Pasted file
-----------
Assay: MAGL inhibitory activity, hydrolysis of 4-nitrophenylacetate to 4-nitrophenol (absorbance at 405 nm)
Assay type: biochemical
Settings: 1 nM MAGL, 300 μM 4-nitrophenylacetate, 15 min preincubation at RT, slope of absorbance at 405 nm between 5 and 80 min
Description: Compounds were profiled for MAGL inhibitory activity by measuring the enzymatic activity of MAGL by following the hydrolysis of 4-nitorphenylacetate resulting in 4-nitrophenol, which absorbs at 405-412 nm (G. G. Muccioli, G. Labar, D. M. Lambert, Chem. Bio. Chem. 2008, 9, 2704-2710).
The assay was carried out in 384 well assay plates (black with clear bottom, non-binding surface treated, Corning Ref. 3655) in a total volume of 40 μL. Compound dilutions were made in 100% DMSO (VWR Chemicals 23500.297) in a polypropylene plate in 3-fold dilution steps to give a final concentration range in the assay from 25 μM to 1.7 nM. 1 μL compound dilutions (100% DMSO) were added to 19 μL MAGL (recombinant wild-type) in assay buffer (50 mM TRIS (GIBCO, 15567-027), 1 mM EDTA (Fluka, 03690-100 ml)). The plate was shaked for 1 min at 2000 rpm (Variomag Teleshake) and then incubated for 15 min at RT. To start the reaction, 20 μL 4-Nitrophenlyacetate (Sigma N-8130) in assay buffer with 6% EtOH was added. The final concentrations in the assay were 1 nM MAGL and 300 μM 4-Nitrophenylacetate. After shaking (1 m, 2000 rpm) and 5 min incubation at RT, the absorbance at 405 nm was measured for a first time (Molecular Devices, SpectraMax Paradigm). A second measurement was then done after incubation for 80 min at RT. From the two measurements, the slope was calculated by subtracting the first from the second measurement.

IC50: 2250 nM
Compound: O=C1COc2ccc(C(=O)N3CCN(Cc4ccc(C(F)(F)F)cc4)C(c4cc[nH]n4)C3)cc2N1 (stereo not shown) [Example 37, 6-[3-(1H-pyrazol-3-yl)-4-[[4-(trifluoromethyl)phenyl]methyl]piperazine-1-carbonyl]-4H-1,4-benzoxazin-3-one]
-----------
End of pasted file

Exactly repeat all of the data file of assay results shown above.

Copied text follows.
Assay: MAGL inhibitory activity, hydrolysis of 4-nitrophenylacetate to 4-nitrophenol (absorbance at 405 nm)
Assay type: biochemical
Settings: 1 nM MAGL, 300 μM 4-nitrophenylacetate, 15 min preincubation at RT, slope of absorbance at 405 nm between 5 and 80 min
Description: Compounds were profiled for MAGL inhibitory activity by measuring the enzymatic activity of MAGL by following the hydrolysis of 4-nitorphenylacetate resulting in 4-nitrophenol, which absorbs at 405-412 nm (G. G. Muccioli, G. Labar, D. M. Lambert, Chem. Bio. Chem. 2008, 9, 2704-2710).
The assay was carried out in 384 well assay plates (black with clear bottom, non-binding surface treated, Corning Ref. 3655) in a total volume of 40 μL. Compound dilutions were made in 100% DMSO (VWR Chemicals 23500.297) in a polypropylene plate in 3-fold dilution steps to give a final concentration range in the assay from 25 μM to 1.7 nM. 1 μL compound dilutions (100% DMSO) were added to 19 μL MAGL (recombinant wild-type) in assay buffer (50 mM TRIS (GIBCO, 15567-027), 1 mM EDTA (Fluka, 03690-100 ml)). The plate was shaked for 1 min at 2000 rpm (Variomag Teleshake) and then incubated for 15 min at RT. To start the reaction, 20 μL 4-Nitrophenlyacetate (Sigma N-8130) in assay buffer with 6% EtOH was added. The final concentrations in the assay were 1 nM MAGL and 300 μM 4-Nitrophenylacetate. After shaking (1 m, 2000 rpm) and 5 min incubation at RT, the absorbance at 405 nm was measured for a first time (Molecular Devices, SpectraMax Paradigm). A second measurement was then done after incubation for 80 min at RT. From the two measurements, the slope was calculated by subtracting the first from the second measurement.

IC50: 2250 nM
Compound: O=C1COc2ccc(C(=O)N3CCN(Cc4ccc(C(F)(F)F)cc4)C(c4cc[nH]n4)C3)cc2N1 (stereo not shown) [Example 37, 6-[3-(1H-pyrazol-3-yl)-4-[[4-(trifluoromethyl)phenyl]methyl]piperazine-1-carbonyl]-4H-1,4-benzoxazin-3-one]